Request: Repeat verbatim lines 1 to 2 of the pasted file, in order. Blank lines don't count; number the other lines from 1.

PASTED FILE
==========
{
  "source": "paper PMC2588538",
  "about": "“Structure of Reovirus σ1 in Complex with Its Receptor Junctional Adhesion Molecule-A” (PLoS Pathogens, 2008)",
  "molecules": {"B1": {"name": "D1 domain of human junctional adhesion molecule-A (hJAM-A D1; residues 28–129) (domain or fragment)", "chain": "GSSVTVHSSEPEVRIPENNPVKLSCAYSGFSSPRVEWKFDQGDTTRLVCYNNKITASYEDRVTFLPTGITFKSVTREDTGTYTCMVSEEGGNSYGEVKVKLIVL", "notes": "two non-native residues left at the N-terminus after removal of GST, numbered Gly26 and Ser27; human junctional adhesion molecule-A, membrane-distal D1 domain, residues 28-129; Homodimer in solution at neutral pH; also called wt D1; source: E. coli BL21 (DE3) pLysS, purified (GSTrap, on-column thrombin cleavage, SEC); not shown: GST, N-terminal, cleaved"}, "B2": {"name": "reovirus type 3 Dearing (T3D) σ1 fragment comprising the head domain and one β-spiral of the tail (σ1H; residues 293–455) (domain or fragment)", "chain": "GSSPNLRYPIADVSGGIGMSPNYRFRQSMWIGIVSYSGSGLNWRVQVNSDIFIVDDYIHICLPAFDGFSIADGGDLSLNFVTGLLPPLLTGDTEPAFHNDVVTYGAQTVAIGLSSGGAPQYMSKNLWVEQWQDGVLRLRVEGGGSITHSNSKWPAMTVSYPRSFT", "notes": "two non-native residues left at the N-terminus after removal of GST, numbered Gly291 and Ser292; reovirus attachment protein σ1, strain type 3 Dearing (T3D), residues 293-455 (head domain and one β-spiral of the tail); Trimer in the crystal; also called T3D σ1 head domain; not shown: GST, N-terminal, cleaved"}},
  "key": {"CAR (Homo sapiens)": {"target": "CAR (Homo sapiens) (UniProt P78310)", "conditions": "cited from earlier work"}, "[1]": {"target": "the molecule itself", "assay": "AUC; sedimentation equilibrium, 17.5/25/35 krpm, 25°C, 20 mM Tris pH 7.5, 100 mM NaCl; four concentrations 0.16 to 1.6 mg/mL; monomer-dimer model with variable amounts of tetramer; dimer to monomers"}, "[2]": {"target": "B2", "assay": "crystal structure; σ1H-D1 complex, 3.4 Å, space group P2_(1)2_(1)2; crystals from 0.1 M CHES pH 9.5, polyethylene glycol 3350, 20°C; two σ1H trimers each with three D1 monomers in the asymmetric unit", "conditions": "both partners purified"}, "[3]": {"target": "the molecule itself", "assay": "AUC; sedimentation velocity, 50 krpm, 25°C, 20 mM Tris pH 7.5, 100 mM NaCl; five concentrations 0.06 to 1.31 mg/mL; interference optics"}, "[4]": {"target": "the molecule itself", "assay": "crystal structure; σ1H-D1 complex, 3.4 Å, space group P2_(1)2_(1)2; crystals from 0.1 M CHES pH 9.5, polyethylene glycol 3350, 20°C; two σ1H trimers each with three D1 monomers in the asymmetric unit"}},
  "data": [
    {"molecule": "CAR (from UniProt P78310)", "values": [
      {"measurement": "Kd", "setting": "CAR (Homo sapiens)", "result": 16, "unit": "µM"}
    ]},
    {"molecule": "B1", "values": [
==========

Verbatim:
{
  "source": "paper PMC2588538",